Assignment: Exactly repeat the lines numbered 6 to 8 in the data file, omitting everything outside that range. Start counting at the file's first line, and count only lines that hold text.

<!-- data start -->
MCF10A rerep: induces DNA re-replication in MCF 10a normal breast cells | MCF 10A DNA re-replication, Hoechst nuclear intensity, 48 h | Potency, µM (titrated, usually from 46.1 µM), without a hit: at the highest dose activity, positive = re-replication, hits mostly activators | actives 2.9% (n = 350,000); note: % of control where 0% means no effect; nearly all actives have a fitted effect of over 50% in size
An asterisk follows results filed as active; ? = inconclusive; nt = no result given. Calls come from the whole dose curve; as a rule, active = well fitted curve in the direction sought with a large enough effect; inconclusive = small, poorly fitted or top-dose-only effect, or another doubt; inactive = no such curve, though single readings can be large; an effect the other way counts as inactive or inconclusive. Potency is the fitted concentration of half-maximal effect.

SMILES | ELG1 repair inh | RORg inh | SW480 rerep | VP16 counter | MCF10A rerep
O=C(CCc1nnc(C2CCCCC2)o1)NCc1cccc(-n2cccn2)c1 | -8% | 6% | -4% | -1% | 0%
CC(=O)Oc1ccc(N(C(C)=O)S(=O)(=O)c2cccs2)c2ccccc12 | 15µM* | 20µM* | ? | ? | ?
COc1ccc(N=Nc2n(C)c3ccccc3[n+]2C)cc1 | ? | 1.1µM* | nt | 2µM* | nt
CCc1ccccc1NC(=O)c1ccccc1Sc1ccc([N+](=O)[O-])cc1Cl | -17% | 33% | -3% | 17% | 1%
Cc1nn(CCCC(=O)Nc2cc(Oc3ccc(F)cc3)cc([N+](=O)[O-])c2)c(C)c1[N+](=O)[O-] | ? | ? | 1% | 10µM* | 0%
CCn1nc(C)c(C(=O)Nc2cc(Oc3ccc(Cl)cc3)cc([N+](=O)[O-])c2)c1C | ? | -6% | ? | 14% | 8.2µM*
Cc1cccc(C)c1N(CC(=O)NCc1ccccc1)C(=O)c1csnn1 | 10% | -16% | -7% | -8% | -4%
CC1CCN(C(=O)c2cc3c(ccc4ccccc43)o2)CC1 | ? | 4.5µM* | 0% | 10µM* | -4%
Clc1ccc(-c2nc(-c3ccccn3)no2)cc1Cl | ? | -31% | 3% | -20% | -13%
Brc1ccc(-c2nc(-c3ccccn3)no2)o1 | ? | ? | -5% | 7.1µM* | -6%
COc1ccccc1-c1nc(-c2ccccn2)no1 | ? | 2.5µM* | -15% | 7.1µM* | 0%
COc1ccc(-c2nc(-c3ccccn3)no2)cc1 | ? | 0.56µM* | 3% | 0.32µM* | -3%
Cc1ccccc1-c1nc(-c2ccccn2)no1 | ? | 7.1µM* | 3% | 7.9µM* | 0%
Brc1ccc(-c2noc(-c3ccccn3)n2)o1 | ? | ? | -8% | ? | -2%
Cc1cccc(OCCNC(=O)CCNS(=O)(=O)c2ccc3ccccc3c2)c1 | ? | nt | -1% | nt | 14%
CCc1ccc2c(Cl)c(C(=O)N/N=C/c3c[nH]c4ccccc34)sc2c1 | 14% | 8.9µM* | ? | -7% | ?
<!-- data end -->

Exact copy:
COc1ccc(N=Nc2n(C)c3ccccc3[n+]2C)cc1 | ? | 1.1µM* | nt | 2µM* | nt
CCc1ccccc1NC(=O)c1ccccc1Sc1ccc([N+](=O)[O-])cc1Cl | -17% | 33% | -3% | 17% | 1%
Cc1nn(CCCC(=O)Nc2cc(Oc3ccc(F)cc3)cc([N+](=O)[O-])c2)c(C)c1[N+](=O)[O-] | ? | ? | 1% | 10µM* | 0%